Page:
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Peroneal Tendonitis

Everything You Need To Know

The first step in understanding the importance of physical therapy is to know the anatomy and function of the peroneal muscles and tendons.

There are two peroneal tendons that emerge from two peroneal muscles – peroneus longus and peroneus brevis. They run parallel to each other down the back of the fibula (outer bone of the lower leg) and behind the lateral malleolus (the bony lump on the outside of the ankle).

If you’re wondering what might have caused you to dislocate your peroneal tendon, and what you can expect symptoms-wise, you’re at the right place. The following section with deal with the causes of peroneal tendon dislocation, as well as the most common symptoms you may develop.

The first thing you need to know is that this type of ankle injury usually happens during weight bearing. The combination of the excessive inversion of the foot, while the knee is moving forward (over the toes) could result in peroneal tendon dislocation.


When the condition which affected your peroneal tendon is finally treated, and you can get back on your feet, there’s still a recovery period you have to go through before you can return to your regular activities.

Depending on the condition you had, and how it was treated, this will involve different rehabilitation protocols and exercises.

There are various techniques for peroneal taping. Some of them are more complicated and require more than one person for application. They also use different types of tapes or combination of them. However, kinesio taping is much easier to use. I will present to you one of the simplest kinesiology taping techniques for peroneal tendonitis.

When it comes to stretching exercises, it is best to focus on calf muscles, because tight calf muscles are the often cause of peroneal tendinopathy. Stretching the muscles of the foot and calf will decrease your pain and improve healing.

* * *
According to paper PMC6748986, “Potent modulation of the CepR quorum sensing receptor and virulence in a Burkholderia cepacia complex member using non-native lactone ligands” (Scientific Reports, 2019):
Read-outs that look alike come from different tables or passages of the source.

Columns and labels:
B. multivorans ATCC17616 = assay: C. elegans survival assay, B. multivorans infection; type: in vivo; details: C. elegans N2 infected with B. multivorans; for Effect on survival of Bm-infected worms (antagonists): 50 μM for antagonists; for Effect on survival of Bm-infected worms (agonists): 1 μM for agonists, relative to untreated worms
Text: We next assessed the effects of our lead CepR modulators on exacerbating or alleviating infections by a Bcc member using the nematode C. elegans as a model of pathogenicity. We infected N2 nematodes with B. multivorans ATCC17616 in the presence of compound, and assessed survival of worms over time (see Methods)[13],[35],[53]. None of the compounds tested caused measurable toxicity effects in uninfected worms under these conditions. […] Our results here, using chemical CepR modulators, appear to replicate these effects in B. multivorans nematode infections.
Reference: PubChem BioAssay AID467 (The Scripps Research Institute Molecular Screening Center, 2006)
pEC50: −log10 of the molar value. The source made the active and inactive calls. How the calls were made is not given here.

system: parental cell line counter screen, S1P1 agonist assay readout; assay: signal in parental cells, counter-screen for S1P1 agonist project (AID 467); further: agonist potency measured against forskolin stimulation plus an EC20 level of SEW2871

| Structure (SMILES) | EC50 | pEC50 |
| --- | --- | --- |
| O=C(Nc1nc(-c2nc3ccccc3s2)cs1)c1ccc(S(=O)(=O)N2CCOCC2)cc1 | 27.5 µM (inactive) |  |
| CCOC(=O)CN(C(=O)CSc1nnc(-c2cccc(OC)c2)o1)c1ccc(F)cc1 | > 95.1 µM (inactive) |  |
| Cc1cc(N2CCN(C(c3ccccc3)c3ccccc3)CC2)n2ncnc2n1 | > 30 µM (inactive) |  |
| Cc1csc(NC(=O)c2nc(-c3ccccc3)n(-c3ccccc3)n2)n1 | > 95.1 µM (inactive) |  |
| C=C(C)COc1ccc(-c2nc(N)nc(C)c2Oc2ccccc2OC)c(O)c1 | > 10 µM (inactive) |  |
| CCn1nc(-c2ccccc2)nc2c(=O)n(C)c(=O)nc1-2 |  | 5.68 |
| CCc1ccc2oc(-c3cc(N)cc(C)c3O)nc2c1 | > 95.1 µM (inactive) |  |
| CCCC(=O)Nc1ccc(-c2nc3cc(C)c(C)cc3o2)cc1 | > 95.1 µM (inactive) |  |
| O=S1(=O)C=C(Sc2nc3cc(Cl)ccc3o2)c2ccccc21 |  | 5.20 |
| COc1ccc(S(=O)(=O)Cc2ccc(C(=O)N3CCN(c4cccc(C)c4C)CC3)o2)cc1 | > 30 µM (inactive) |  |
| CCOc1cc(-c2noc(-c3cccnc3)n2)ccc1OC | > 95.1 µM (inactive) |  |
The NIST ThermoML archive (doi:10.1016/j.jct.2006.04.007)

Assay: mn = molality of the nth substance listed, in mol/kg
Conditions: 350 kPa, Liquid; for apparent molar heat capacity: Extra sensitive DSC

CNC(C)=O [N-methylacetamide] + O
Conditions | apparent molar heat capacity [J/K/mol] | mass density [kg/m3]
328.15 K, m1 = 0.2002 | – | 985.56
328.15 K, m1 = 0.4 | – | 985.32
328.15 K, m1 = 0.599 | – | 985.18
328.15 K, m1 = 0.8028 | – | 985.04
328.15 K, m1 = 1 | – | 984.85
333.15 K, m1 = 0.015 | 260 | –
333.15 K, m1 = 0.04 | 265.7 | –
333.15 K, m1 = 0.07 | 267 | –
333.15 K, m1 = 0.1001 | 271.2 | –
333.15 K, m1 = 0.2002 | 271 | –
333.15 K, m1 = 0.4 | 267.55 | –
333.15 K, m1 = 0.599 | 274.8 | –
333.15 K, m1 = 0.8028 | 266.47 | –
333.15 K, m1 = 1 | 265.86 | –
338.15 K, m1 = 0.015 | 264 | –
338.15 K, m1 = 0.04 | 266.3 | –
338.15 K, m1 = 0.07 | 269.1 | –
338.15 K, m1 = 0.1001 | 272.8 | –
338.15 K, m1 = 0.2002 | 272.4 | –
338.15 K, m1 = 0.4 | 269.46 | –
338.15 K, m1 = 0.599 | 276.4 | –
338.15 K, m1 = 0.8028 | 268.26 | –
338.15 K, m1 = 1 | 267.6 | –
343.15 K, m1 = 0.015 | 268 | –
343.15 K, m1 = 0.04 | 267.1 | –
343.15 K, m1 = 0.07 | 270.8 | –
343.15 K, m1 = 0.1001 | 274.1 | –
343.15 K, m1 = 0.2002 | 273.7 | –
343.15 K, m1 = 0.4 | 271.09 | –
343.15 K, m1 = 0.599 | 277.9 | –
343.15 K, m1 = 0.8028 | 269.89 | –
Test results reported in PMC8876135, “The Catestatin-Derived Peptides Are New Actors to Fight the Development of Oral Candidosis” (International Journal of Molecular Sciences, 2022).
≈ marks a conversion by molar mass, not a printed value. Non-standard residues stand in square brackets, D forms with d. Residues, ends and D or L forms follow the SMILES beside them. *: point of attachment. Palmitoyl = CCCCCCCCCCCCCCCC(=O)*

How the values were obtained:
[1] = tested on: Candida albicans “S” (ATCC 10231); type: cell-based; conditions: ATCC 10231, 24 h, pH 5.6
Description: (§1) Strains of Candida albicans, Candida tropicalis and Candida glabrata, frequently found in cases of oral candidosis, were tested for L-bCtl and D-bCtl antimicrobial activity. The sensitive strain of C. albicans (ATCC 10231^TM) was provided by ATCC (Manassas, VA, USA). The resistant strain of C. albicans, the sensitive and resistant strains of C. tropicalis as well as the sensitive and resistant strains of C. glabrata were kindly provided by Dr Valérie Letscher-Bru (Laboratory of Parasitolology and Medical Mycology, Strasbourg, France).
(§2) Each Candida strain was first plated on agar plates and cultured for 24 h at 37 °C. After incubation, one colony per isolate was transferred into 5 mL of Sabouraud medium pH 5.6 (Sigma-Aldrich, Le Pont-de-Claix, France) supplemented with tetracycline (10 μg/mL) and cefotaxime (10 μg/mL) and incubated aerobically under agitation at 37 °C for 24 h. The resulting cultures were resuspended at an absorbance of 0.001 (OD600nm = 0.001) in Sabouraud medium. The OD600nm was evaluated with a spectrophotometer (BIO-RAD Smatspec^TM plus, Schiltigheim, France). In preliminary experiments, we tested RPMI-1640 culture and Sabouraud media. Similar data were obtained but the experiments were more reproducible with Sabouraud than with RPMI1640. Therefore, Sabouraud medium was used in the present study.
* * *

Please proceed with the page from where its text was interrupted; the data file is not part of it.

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As the name already suggests, peroneal tendon dislocation occurs when one (or, more likely, both) peroneal tendons find a way to slide out of the groove behind your fibula. That usually happens as a result of a traumatic event (various sports-related injuries), but more on that later.

But how do tendons get displaced in the first place?

Also known as fibularis tertius, the peroneus tertius is a muscle located in the lower part of your leg. The purpose of this particular muscle is double: it allows us to extend or flex our foot at the ankle (which is called dorsiflexion), as well as to tilt the sole of our foot towards (inversion) or away (eversion) from the „midline" of the body.

Most of you probably haven’t heard the term ‘peroneus longus,’ but you’re probably familiar with the muscles it refers to anyways. It’s the large muscle which starts at the head of your fibula (also known as the calf bone) and runs down most of it, connecting to it.

Near the end of the bone, it becomes a tendon and runs around the lateral malleolus of your ankle (the bony protrusion on the outer side of it). After that it continues down the foot, attaching to your medial cuneiform and your first metatarsal bone.

Best Shoes For Peroneal Tendonitis

Five Best Shoes I Could Find
Now that you know what I consider a good shoe for this purpose let me show you a couple of them that I found to be a considerable choice. Take note that these are my personal opinions and they may vary from someone elses and even your own.

I studied many famous running shoes brands (...) but I found that there are not many brands designed for underpronators and neutral runners, looking for maximum cushioning. The brand focusing on this subject is Asics.

Among the 5 pairs of shoes I like the most (for underpronators and neutral runners) 4 of them belong to Asics: Asics Gel - Nimbus 16 / 17 / 18 Running Shoe; ASICS Gel-Cumulus 17 Running Shoe. However, I tried to find some others of other famous running shoes brands like Brooks or Saucony, Mizuno,

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